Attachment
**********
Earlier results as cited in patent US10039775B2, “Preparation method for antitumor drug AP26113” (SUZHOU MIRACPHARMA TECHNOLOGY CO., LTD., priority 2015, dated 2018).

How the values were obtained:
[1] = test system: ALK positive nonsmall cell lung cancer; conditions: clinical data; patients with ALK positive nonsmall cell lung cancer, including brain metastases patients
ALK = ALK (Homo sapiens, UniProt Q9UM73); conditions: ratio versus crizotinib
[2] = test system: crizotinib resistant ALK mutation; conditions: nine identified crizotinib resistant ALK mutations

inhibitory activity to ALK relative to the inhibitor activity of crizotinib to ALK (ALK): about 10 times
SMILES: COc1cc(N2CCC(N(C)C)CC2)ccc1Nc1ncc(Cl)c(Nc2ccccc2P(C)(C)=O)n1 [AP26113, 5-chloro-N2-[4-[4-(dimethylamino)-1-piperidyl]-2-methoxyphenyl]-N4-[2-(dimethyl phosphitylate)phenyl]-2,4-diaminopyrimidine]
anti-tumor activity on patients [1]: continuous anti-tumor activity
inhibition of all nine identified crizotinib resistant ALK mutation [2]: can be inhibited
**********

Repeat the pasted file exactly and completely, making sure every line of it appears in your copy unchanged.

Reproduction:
Earlier results as cited in patent US10039775B2, “Preparation method for antitumor drug AP26113” (SUZHOU MIRACPHARMA TECHNOLOGY CO., LTD., priority 2015, dated 2018).

How the values were obtained:
[1] = test system: ALK positive nonsmall cell lung cancer; conditions: clinical data; patients with ALK positive nonsmall cell lung cancer, including brain metastases patients
ALK = ALK (Homo sapiens, UniProt Q9UM73); conditions: ratio versus crizotinib
[2] = test system: crizotinib resistant ALK mutation; conditions: nine identified crizotinib resistant ALK mutations

inhibitory activity to ALK relative to the inhibitor activity of crizotinib to ALK (ALK): about 10 times
SMILES: COc1cc(N2CCC(N(C)C)CC2)ccc1Nc1ncc(Cl)c(Nc2ccccc2P(C)(C)=O)n1 [AP26113, 5-chloro-N2-[4-[4-(dimethylamino)-1-piperidyl]-2-methoxyphenyl]-N4-[2-(dimethyl phosphitylate)phenyl]-2,4-diaminopyrimidine]
anti-tumor activity on patients [1]: continuous anti-tumor activity
inhibition of all nine identified crizotinib resistant ALK mutation [2]: can be inhibited